PUBLIC HEALTH

Public health has been defined as “the science and art of preventing disease”, prolonging life and improving quality of life through organized efforts and informed choices of society, organizations, public and private, communities and individuals. Analyzing the determinants of health of a population and the threats it faces is the basis for public health. The public can be as small as a handful of people or as large as a village or an entire city; in the case of a pandemic, it may encompass several continents. The concept of health takes into account physical, psychological, and social well-being. As such, according to the World Health Organization, it is not merely the absence of disease or infirmity and more recently, a resource for everyday living.

Public health is an interdisciplinary field. For example, epidemiology, biostatistics, social sciences, and management of health services are all relevant. Other important subfields include environmental health, community health, behavioral health, health economics, public policy, mental health, health education, occupational safety, disability, gender issues in health, and sexual and reproductive health.

Public health aims to improve the quality of life through the prevention and treatment of disease, including mental health. This is done through the surveillance of cases and health indicators, and through the promotion of healthy behaviors. Common public health initiatives include the promotion of handwashing and breastfeeding, delivery of vaccinations, suicide prevention, smoking cessation, obesity education, increasing healthcare accessibility and distribution of condoms to control the spread of sexually transmitted diseases.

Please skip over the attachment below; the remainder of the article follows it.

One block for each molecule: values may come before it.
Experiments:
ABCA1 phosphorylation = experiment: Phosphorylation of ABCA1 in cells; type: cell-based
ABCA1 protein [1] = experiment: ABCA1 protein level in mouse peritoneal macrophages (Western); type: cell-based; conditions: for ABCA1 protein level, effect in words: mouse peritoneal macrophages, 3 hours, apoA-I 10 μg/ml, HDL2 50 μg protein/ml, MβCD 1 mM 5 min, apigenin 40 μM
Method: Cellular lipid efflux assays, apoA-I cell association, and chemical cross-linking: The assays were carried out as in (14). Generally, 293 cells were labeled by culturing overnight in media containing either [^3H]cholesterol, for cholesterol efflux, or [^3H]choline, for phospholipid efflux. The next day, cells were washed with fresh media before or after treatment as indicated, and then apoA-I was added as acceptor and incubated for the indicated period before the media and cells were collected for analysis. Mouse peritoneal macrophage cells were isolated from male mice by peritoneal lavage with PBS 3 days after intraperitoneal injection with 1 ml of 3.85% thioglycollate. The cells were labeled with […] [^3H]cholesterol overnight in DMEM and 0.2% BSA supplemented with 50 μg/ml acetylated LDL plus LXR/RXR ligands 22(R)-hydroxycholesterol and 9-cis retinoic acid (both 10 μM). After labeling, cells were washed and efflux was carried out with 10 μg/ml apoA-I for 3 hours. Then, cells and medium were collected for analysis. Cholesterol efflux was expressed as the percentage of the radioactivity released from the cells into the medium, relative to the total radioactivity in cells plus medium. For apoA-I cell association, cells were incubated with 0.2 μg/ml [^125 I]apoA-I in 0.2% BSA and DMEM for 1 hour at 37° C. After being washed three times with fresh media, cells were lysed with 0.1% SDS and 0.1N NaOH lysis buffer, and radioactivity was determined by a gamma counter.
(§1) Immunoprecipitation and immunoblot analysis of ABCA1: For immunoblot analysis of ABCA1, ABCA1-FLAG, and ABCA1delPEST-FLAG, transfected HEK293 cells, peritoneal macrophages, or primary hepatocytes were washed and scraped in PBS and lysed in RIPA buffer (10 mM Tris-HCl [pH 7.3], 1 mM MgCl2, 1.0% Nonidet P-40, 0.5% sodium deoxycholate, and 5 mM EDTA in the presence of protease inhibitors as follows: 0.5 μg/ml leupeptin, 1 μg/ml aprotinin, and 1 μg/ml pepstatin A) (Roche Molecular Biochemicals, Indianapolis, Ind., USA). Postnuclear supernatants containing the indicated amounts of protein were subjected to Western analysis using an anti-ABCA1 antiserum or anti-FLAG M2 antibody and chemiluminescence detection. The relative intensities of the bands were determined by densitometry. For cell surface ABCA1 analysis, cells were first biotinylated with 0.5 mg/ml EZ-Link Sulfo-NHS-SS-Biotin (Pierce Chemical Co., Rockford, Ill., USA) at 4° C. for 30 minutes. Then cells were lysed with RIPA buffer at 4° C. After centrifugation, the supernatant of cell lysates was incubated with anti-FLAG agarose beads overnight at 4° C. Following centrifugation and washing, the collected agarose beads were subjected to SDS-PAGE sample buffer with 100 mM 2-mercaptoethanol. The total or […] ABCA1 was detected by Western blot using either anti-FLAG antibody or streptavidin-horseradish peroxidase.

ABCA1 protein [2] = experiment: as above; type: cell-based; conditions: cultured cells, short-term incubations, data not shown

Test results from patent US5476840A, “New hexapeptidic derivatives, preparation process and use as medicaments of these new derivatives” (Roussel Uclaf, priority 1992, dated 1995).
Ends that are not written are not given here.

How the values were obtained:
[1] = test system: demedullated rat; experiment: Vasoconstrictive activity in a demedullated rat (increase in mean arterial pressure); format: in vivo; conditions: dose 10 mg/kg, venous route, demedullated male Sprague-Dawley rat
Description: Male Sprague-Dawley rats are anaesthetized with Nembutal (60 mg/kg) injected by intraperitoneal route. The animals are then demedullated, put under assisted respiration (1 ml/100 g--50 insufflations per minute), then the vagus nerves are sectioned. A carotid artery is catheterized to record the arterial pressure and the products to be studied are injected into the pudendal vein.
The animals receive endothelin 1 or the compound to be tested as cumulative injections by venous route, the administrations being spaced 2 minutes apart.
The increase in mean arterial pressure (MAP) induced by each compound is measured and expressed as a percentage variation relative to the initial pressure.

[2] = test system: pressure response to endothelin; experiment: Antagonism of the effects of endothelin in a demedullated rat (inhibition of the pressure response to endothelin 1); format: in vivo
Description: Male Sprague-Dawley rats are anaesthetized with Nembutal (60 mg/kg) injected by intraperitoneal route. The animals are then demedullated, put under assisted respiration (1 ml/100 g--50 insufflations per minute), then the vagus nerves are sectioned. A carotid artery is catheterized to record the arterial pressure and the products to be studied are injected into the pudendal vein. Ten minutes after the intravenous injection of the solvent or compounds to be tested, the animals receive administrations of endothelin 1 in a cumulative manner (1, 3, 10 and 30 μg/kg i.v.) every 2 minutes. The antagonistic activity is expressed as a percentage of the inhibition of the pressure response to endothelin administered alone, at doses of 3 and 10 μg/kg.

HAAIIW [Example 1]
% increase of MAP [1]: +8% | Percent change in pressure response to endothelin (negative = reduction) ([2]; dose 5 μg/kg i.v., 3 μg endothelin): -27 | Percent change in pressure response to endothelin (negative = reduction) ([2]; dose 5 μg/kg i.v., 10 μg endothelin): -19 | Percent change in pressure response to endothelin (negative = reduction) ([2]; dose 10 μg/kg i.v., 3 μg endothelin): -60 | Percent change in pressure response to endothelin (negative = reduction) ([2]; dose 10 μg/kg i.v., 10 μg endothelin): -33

Modern public health practice requires multidisciplinary teams of public health workers and professionals. Teams might include epidemiologists, biostatisticians, physician assistants, public health nurses, midwives, medical microbiologists, economists, sociologists, geneticists, data managers, and physicians. Depending on the need, environmental health officers or public health inspectors, bioethicists, and even veterinarians, gender experts, or sexual and reproductive health specialists might be called on.

Public Health Courses

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Environmental Health

Medical ultrasound is a diagnostic imaging technique, or therapeutic application of ultrasound. It is used to create an image of internal body structures such as tendons, muscles, joints, blood vessels, and internal organs. Its aim is often to find a source of a disease or to exclude pathology.

Community Health

Magnetic resonance imaging is a medical imaging technique used in radiology to form pictures of the anatomy and the physiological processes of the body. MRI scanners use strong magnetic fields, magnetic field gradients, and radio waves to generate images of the organs in the body.

Epidemiology

A CT scan, or computed tomography scan, is a medical imaging procedure that uses computer-processed combinations of many X-ray measurements taken from different angles to produce cross-sectional images of specific areas of a scanned object, allowing the user to see inside the object without cutting.

Global Health

Radiography is an imaging technique using X-rays, gamma rays, or similar ionizing radiation and non-ionizing radiation to view the internal form of an object. Applications of radiography include medical radiography and industrial radiography. Similar techniques are used in airport security.

Health Policy and Management

Interventional radiology is a medical subspecialty that performs various minimally-invasive procedures using medical imaging guidance, such as x-ray fluoroscopy, computed tomography, magnetic resonance imaging, or ultrasound.